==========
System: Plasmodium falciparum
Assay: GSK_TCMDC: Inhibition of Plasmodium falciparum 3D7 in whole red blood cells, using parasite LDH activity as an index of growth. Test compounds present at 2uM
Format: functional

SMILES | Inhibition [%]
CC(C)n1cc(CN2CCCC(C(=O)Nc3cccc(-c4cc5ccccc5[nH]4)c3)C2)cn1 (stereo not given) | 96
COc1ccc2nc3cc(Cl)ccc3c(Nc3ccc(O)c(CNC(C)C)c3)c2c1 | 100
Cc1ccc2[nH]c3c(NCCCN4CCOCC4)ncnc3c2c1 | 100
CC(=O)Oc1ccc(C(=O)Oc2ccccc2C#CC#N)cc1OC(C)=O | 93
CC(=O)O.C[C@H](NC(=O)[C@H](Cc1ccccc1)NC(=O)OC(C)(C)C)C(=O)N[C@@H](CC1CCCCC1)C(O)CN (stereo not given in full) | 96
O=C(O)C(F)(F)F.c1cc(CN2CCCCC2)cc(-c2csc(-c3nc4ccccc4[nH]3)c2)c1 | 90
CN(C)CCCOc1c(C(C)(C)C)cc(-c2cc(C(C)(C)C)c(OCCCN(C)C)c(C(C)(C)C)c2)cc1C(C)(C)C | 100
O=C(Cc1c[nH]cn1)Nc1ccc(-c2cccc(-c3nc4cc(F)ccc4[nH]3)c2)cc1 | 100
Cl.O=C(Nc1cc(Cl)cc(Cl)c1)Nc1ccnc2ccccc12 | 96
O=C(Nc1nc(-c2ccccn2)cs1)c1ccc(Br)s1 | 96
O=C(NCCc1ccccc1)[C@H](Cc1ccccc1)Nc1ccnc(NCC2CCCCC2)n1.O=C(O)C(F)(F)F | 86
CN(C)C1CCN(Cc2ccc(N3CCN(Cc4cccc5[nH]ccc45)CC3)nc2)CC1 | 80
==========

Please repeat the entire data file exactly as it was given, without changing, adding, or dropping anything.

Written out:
System: Plasmodium falciparum
Assay: GSK_TCMDC: Inhibition of Plasmodium falciparum 3D7 in whole red blood cells, using parasite LDH activity as an index of growth. Test compounds present at 2uM
Format: functional

SMILES | Inhibition [%]
CC(C)n1cc(CN2CCCC(C(=O)Nc3cccc(-c4cc5ccccc5[nH]4)c3)C2)cn1 (stereo not given) | 96
COc1ccc2nc3cc(Cl)ccc3c(Nc3ccc(O)c(CNC(C)C)c3)c2c1 | 100
Cc1ccc2[nH]c3c(NCCCN4CCOCC4)ncnc3c2c1 | 100
CC(=O)Oc1ccc(C(=O)Oc2ccccc2C#CC#N)cc1OC(C)=O | 93
CC(=O)O.C[C@H](NC(=O)[C@H](Cc1ccccc1)NC(=O)OC(C)(C)C)C(=O)N[C@@H](CC1CCCCC1)C(O)CN (stereo not given in full) | 96
O=C(O)C(F)(F)F.c1cc(CN2CCCCC2)cc(-c2csc(-c3nc4ccccc4[nH]3)c2)c1 | 90
CN(C)CCCOc1c(C(C)(C)C)cc(-c2cc(C(C)(C)C)c(OCCCN(C)C)c(C(C)(C)C)c2)cc1C(C)(C)C | 100
O=C(Cc1c[nH]cn1)Nc1ccc(-c2cccc(-c3nc4cc(F)ccc4[nH]3)c2)cc1 | 100
Cl.O=C(Nc1cc(Cl)cc(Cl)c1)Nc1ccnc2ccccc12 | 96
O=C(Nc1nc(-c2ccccn2)cs1)c1ccc(Br)s1 | 96
O=C(NCCc1ccccc1)[C@H](Cc1ccccc1)Nc1ccnc(NCC2CCCCC2)n1.O=C(O)C(F)(F)F | 86
CN(C)C1CCN(Cc2ccc(N3CCN(Cc4cccc5[nH]ccc45)CC3)nc2)CC1 | 80